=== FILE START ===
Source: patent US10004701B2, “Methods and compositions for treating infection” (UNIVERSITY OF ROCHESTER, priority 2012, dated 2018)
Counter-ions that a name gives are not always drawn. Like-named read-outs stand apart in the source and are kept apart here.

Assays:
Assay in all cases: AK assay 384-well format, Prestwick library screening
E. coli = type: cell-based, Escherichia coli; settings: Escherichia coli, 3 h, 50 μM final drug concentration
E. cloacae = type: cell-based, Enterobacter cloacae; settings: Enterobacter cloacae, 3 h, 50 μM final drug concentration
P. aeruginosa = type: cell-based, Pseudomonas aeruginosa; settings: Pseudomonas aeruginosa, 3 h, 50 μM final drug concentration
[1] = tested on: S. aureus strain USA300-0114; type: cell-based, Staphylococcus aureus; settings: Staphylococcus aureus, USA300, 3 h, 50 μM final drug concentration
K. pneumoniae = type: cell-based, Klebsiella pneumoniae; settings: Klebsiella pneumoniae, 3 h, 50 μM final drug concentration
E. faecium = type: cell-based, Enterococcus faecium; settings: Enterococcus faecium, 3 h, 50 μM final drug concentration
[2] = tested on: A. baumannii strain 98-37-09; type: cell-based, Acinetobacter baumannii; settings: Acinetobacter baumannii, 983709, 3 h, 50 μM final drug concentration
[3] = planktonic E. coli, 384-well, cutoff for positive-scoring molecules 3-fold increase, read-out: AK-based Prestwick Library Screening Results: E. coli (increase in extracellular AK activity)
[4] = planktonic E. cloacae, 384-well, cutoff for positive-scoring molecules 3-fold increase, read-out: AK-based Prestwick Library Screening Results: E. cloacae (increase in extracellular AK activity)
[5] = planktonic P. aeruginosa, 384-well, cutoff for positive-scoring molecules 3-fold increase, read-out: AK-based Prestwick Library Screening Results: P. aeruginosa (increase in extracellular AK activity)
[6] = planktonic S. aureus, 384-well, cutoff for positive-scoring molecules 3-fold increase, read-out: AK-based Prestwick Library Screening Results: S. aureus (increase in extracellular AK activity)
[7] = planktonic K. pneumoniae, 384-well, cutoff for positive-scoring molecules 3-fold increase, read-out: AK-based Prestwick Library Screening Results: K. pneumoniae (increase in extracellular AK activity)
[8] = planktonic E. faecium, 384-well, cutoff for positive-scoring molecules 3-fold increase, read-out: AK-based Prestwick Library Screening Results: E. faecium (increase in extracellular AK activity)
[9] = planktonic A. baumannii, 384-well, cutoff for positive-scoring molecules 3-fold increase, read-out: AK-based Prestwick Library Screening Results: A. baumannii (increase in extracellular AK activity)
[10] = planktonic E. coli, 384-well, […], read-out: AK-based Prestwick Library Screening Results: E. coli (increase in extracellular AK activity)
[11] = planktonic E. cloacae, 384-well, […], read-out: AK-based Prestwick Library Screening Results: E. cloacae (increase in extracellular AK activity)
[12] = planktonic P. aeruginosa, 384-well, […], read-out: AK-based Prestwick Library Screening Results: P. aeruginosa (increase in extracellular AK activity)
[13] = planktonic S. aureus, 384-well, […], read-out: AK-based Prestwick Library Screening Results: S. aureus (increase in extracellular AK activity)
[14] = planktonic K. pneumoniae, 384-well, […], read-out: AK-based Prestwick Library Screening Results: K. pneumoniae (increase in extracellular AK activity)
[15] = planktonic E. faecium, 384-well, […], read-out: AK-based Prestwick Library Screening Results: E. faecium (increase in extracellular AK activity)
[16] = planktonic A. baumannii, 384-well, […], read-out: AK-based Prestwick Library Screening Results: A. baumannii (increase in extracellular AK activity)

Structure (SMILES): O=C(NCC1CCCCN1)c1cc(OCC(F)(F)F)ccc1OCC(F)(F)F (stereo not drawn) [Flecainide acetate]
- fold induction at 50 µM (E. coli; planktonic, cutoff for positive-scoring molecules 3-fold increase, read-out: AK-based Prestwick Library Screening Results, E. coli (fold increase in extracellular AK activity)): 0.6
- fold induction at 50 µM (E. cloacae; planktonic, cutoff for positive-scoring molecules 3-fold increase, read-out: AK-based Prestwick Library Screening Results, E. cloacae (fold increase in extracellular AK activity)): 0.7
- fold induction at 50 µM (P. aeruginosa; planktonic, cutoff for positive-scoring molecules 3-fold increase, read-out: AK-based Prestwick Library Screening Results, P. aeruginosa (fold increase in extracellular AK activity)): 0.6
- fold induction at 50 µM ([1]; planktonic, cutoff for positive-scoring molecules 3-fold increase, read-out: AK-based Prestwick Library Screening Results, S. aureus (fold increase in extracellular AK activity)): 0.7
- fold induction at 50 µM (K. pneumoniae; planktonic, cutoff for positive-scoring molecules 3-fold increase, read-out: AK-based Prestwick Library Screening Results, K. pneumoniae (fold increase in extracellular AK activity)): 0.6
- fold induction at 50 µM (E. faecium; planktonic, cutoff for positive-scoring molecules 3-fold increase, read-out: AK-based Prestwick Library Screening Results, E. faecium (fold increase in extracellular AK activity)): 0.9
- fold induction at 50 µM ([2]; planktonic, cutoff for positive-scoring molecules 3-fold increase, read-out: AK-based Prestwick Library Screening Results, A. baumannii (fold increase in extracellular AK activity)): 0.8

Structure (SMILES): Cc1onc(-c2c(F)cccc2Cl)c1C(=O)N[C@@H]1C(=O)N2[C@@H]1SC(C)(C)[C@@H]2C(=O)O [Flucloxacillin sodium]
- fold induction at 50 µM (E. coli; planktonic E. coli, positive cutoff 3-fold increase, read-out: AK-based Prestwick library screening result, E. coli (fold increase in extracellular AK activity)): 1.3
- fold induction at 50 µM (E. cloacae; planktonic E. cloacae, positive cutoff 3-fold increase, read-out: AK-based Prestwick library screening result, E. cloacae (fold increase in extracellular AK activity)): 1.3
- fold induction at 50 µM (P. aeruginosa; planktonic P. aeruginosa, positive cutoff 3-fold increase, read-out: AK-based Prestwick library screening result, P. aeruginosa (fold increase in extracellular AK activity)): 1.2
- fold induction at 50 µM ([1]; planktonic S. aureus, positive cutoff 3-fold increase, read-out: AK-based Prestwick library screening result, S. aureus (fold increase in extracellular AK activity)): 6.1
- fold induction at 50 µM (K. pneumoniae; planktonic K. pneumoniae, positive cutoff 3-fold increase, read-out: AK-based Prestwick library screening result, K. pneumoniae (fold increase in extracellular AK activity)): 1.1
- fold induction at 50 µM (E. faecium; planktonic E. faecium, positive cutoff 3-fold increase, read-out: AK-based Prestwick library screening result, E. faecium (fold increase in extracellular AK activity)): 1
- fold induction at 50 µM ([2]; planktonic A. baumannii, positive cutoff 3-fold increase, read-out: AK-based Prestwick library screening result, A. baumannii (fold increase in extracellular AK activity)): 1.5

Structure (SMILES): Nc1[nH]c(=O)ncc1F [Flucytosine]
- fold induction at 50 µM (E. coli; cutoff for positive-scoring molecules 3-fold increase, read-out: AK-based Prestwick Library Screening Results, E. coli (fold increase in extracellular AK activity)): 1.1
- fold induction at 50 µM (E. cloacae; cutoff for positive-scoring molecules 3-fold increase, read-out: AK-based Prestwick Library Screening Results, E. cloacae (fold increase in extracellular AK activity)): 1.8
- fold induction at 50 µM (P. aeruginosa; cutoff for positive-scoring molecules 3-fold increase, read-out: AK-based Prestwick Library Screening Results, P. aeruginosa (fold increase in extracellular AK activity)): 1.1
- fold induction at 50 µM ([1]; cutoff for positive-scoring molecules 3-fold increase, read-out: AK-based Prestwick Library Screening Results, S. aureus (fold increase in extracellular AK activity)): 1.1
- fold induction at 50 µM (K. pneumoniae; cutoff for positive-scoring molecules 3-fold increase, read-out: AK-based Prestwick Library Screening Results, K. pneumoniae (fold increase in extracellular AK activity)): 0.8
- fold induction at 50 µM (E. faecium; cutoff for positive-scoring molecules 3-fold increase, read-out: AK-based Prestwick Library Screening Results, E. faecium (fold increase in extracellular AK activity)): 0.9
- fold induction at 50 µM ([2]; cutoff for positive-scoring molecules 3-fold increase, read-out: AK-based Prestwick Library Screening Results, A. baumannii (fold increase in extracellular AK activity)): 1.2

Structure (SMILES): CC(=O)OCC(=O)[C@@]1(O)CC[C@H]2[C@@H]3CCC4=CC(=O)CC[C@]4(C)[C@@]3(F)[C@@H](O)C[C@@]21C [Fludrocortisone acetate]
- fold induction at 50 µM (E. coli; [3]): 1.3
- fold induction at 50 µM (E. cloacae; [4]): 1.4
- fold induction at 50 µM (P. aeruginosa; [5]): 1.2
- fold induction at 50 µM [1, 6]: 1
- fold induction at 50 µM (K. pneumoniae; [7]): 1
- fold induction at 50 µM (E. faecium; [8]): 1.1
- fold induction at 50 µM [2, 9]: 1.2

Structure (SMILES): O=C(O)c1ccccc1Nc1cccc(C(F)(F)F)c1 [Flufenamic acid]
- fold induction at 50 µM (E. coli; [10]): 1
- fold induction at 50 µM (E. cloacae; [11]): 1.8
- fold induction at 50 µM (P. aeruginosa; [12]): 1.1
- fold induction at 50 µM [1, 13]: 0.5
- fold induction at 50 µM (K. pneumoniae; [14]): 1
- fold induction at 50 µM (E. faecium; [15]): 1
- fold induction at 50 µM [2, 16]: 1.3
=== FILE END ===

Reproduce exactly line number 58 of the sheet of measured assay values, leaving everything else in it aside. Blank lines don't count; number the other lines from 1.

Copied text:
Structure (SMILES): O=C(O)c1ccccc1Nc1cccc(C(F)(F)F)c1 [Flufenamic acid]